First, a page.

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T3 Decoder: A very high-speed, high-performance speech recognizer

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Published: January 31, 2011

The details of research

T3 Decoder: A very high-speed, high-performance speech recognizer

Automatic speech recognition (ASR) is the process used to convert spoken utterances into text using a computer. ASR systems usually consist of a voice activity detector (VAD) and a decoder, which uses acoustic and language models. Since state-of-the-art ASR systems are based on statistical models comprising millions of parameters and therefore need a huge amount of computation especially for large-vocabulary continuous speech recognition, it is essential to find effective ways to reduce computational complexity in order to realize real-time systems.

For this purpose, Paul Dixon, Tasuku Oonishi, and Sadaoki Furui have developed a WFST (Weighted Finite-State Transducer)-based decoder, named T3 (Tokyo Tech Transducer-based) Decoder—T3 is read as “T-cubed”. In the T3 decoder, on-the-fly composition is implemented for online transducer update, a commodity Graphics Processing Unit (GPU) is used for decoding, and a VAD is embedded in the decoder (Fig.1). The WFST decoder with on-the-fly composition capability provides a very flexible and efficient decoding structure, the GPU significantly reduces the recognition time, and the VAD-embedded decoder framework achieves high recognition accuracy even for noisy speech. By using these techniques, very fast and accurate ASR systems, such as a real-time high-accuracy continuous speech recognition system with a 500,000 word vocabulary, were achieved.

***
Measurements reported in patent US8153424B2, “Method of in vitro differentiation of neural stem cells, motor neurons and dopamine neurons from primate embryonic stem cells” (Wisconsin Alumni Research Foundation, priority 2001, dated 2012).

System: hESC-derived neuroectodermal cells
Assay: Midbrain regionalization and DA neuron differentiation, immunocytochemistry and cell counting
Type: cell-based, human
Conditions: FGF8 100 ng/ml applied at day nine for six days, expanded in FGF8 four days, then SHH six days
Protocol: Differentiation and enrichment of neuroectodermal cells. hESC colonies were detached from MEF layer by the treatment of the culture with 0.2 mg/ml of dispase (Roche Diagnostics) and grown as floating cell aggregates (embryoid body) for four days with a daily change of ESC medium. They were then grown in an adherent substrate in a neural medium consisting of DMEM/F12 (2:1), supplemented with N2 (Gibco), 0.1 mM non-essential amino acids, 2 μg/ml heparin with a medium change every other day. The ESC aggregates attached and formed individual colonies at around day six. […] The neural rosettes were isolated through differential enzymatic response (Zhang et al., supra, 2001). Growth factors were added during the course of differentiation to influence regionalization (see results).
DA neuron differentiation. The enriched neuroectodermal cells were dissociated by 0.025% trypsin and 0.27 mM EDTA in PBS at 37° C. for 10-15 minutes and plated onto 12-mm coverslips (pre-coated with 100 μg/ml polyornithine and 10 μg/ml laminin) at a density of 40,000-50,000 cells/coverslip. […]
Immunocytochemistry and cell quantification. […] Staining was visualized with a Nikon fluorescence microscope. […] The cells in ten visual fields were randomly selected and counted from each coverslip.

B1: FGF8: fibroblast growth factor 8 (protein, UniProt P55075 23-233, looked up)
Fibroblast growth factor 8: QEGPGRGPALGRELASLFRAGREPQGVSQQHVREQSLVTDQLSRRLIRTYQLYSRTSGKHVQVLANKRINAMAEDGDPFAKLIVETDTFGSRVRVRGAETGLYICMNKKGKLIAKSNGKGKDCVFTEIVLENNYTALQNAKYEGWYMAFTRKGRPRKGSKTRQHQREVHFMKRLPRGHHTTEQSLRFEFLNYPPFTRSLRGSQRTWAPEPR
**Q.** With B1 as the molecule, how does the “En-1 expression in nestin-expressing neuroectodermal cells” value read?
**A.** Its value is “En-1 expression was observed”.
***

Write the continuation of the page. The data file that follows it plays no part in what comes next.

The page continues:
Reference

  • Authors: Paul R. Dixon, Tasuku Oonishi and Sadaoki Furui.
  • Title of original paper: Harnessing graphics processors in speech recognition.
  • Journal, volume, pages and year: Computer Speech and Language, 23, 510-526 (2009)
  • Digital Object identifier (DOI): 10.1016/j.csl.2009.03.005
    Affiliations: Department of Computer Science
  • Department website: http://www.cs.titech.ac.jp/cs-home-e.htmlouter

Structure of an efficient automatic speech recognition system

Structure of an efficient automatic speech recognition system

Reference
Sadaoki Furui
Program for Leading Graduate Schools
Professor Emeritus

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